When Mexican actress Linda Christian first bought this Spanish style home in Bel-Air with husband Tyrone Power more than 65 years ago, Hollywood was all abuzz about the iconic couple’s new digs. Not only did a portrait of Christian by Diego Rivera grace the interiors, but the house itself was also described as a work of art. A 1952 issue of Modern Screen magazine gushed: “Painted a tropical pink, which contrasts with its black wrought-iron accents, it looks almost like a jungle flower half hidden among the lush growth of trees that cover this particular section of Bel-Air.”
Alas, as is too often the story, the couple eventually divorced, and the celebrated house went on to become home to a procession of other movie icons, including Henry Fonda, Paul Newman and wife Joanne Woodward, Diane Keaton, and Elizabeth Taylor. With each new resident, the house changed. The painting of Christian disappeared, the pink nuances grew faint, and each inhabitant left a little piece of themselves behind.
New Times, Big Changes
A couple with two college-age children recently purchased the home, planning even more changes with the assistance of renowned interior designer Cari Berg. Since Berg had designed the couple’s last home, she was already familiar with their tastes and preferences and felt perfectly comfortable taking on the challenges of the project.
She began the transformation in the living room, where the famed portrait of Christian originally hung. Over the years, it had morphed into a dull combination of gold walls and ceiling beams. Berg described the room as feeling “muddy,” adding that “It never really popped in terms of contrast.” For that reason, her first big task was to lighten the wall colors and darken the beams.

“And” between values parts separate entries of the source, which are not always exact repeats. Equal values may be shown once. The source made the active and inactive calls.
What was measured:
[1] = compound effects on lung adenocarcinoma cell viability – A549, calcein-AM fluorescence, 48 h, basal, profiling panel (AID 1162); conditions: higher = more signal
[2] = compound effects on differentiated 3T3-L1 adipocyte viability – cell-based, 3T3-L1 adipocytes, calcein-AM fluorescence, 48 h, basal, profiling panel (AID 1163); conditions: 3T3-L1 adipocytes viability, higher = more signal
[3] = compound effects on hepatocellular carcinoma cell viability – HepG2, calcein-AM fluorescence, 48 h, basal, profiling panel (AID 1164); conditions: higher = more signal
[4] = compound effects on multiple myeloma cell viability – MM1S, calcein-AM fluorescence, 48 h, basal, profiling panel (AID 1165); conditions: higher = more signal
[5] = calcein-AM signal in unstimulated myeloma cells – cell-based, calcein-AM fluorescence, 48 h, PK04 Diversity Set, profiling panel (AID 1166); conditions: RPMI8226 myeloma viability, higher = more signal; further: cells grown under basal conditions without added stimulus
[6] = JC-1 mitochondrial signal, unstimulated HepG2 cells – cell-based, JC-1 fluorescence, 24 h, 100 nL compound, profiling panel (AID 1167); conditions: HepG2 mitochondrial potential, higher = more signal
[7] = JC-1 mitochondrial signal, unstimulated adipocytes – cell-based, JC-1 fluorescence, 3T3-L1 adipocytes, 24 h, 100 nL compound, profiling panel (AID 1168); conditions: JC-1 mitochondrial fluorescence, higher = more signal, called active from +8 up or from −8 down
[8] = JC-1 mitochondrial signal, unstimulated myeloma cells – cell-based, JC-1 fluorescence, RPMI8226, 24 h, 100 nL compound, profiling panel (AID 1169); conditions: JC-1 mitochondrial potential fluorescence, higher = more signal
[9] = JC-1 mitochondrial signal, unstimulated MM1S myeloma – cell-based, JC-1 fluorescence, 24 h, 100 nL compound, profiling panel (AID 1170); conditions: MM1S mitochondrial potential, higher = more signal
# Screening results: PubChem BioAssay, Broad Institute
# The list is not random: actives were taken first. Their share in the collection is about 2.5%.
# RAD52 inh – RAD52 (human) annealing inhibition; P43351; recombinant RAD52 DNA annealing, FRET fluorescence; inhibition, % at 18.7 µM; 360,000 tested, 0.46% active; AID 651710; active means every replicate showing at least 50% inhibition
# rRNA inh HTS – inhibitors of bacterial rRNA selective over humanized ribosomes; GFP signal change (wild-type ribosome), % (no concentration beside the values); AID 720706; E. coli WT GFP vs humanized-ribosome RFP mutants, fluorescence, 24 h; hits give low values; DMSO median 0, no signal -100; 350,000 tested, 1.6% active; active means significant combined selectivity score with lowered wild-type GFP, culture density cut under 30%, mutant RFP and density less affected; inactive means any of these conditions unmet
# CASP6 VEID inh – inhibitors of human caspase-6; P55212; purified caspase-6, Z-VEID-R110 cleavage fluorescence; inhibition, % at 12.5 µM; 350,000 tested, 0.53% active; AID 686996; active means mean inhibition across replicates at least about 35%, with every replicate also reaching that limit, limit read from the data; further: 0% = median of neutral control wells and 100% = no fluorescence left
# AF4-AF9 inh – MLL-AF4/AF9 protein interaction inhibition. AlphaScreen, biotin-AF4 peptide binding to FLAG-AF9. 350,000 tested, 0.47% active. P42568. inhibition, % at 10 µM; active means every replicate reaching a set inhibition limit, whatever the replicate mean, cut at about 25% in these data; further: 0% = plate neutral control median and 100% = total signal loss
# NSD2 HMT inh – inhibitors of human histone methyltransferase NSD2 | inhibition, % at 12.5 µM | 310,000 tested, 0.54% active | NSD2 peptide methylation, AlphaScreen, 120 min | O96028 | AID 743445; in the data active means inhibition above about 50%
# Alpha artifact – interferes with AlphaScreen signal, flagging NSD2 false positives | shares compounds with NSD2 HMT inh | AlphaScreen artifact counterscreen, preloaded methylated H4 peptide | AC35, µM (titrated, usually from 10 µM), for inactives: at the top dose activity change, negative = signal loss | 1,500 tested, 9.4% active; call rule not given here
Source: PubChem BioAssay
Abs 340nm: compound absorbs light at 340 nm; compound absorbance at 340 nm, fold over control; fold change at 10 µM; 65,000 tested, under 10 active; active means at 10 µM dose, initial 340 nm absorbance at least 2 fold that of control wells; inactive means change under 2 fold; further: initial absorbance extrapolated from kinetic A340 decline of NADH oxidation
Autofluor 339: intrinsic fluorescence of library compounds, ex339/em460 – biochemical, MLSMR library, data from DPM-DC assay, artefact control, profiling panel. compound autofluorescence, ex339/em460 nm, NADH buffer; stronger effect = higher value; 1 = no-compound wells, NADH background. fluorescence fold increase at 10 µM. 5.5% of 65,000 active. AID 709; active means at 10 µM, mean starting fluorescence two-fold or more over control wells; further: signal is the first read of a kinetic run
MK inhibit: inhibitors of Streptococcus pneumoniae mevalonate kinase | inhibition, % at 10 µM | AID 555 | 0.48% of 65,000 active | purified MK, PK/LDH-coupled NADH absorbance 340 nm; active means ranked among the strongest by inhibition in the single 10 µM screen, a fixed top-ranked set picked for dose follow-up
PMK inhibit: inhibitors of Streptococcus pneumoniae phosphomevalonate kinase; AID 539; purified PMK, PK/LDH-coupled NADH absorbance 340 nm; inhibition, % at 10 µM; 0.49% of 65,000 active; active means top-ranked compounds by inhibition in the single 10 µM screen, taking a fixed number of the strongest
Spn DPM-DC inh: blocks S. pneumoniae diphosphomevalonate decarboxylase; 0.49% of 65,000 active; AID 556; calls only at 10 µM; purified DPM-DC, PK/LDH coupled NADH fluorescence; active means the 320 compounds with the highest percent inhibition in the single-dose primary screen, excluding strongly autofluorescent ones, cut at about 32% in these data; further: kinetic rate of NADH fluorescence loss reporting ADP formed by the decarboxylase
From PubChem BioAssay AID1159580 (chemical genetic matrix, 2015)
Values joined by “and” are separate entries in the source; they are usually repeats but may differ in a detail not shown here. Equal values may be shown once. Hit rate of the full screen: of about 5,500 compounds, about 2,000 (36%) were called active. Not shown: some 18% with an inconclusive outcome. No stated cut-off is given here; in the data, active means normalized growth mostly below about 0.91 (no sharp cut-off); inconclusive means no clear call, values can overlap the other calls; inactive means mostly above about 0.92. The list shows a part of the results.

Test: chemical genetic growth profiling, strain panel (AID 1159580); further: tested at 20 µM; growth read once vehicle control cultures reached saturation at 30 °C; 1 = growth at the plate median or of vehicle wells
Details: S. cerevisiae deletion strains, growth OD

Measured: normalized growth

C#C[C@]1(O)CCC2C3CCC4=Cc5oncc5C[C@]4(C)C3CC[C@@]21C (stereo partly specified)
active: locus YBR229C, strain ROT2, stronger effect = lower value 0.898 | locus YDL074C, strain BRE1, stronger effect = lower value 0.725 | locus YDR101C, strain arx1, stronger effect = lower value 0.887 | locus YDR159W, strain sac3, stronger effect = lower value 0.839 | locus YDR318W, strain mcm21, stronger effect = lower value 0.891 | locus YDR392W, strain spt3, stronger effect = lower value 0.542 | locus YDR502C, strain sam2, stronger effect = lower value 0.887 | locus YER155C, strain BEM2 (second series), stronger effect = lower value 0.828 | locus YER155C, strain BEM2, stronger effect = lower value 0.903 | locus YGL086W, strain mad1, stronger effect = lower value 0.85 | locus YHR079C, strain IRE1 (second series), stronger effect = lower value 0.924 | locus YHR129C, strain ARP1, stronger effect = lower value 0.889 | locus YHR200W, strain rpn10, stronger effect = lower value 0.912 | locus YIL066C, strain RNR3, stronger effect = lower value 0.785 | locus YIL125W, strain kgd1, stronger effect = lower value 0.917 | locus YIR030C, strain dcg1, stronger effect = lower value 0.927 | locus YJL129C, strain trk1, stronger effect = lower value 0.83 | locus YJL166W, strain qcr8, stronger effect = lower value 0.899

A Truly Fluid Environment
One of Berg’s most innovative ideas was to fill the interiors with stylish furniture and accessories that could easily be moved around to meet the needs of several different social occasions. These furnishings are a mixed bag of high and low-profile pieces, as best showcased in the placement of a pair of overstuffed “chair-and-a-half” loungers next to straight-backed upholstered chairs and distinct hammered gold side chairs.
Creativity Takes Courage
Matisse’s famous words seem to have inspired the female half of the couple to leave her own mark on the home, collecting artwork full-time for two years in a quest to help Berg perfect every its nook and cranny. She started by covering the walls with carefully chosen high-end art by John Baldessari, Ruben Toledo, Russell Young, Roy Lichtenstein, David Hockney, and Ed Ruscha. She also gathered dramatic black and white photos for the house, working shots from Harry Benson, Ruth Orkin, and Julius Shulman into the décor.
Berg explains: “She was so open. When a space was looking too pristine, I would say, ‘We need to mess it up — it needs to get funked up with some vintage or something.’ And she would understand. It was a great project and so fun to do.”